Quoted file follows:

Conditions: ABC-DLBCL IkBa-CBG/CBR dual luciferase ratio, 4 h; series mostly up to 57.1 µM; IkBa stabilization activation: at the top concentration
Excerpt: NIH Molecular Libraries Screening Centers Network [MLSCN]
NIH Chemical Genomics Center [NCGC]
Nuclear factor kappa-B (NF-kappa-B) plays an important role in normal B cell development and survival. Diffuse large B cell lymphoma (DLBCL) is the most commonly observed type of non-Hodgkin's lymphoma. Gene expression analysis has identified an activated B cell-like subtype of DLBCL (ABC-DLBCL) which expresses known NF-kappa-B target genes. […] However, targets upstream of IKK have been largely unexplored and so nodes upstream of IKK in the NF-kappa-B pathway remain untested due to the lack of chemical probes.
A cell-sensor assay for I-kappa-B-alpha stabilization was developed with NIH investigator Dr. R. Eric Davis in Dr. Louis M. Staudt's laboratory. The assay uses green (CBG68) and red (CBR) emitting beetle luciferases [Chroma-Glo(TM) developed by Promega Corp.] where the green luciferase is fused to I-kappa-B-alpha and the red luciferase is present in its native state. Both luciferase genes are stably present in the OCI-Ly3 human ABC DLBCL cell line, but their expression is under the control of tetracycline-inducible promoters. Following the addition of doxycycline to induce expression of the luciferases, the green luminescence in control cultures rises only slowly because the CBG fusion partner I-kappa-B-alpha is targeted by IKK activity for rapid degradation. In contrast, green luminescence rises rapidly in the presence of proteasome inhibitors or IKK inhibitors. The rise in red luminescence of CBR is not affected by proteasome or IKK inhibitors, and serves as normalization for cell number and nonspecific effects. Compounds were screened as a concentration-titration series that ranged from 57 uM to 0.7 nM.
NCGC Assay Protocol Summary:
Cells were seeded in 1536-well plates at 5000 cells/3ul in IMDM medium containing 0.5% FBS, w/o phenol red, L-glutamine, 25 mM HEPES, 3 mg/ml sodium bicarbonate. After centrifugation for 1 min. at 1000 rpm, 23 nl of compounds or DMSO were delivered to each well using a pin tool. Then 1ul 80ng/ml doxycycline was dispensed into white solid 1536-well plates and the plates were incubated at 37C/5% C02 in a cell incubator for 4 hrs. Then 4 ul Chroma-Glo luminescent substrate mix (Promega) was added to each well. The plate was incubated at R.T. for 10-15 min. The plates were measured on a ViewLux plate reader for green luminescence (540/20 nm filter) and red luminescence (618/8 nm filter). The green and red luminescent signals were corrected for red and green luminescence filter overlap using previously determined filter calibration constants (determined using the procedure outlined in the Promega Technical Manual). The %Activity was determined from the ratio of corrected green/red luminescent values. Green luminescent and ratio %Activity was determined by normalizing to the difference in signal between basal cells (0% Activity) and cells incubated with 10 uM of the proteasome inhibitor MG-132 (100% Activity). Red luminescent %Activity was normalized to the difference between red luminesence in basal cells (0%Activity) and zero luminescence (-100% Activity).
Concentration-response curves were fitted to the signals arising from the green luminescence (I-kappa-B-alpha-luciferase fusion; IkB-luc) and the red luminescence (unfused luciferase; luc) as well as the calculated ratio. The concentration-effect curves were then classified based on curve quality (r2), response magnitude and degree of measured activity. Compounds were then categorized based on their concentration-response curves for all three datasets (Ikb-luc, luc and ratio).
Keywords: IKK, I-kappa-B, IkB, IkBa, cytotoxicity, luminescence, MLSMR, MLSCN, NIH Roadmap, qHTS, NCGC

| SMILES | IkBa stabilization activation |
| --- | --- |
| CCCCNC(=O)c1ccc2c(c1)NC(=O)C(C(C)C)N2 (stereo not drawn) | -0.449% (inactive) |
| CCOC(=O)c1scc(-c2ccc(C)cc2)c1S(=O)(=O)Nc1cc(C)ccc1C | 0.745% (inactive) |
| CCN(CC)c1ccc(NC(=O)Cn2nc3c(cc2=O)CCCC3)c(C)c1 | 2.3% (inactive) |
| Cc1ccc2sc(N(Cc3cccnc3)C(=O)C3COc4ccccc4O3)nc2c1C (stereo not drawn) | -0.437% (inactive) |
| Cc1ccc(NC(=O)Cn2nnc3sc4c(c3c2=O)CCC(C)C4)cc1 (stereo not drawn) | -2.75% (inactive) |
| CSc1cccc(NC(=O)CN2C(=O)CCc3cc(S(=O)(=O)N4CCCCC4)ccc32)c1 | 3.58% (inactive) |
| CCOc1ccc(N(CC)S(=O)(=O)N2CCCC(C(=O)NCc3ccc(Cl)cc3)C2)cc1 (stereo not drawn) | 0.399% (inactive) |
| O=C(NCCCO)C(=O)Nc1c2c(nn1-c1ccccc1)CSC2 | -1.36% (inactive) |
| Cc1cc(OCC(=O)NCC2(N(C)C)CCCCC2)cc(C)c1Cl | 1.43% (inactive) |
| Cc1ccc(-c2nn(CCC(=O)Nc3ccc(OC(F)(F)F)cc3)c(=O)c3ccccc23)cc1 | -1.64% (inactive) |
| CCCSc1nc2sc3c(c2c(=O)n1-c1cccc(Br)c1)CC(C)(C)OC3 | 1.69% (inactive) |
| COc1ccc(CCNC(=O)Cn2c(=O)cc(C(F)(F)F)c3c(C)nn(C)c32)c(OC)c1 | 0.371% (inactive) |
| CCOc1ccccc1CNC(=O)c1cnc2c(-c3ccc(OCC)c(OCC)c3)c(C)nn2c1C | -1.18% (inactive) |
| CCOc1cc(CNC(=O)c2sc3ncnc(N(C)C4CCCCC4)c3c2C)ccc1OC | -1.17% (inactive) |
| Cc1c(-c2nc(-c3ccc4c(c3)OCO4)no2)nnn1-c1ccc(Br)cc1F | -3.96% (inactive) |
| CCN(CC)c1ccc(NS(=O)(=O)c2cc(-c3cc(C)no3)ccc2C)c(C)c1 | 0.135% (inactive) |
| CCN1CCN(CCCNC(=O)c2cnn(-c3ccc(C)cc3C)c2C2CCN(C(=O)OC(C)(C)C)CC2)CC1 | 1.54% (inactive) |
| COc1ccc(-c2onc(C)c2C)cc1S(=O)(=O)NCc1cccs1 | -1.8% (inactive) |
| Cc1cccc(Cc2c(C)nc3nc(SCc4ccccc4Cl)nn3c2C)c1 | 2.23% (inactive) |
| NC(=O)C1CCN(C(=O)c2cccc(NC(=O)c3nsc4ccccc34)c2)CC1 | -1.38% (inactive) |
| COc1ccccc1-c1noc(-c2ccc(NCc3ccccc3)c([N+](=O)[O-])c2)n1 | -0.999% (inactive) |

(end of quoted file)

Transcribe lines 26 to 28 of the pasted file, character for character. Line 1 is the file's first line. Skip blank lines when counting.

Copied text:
| Cc1c(-c2nc(-c3ccc4c(c3)OCO4)no2)nnn1-c1ccc(Br)cc1F | -3.96% (inactive) |
| CCN(CC)c1ccc(NS(=O)(=O)c2cc(-c3cc(C)no3)ccc2C)c(C)c1 | 0.135% (inactive) |
| CCN1CCN(CCCNC(=O)c2cnn(-c3ccc(C)cc3C)c2C2CCN(C(=O)OC(C)(C)C)CC2)CC1 | 1.54% (inactive) |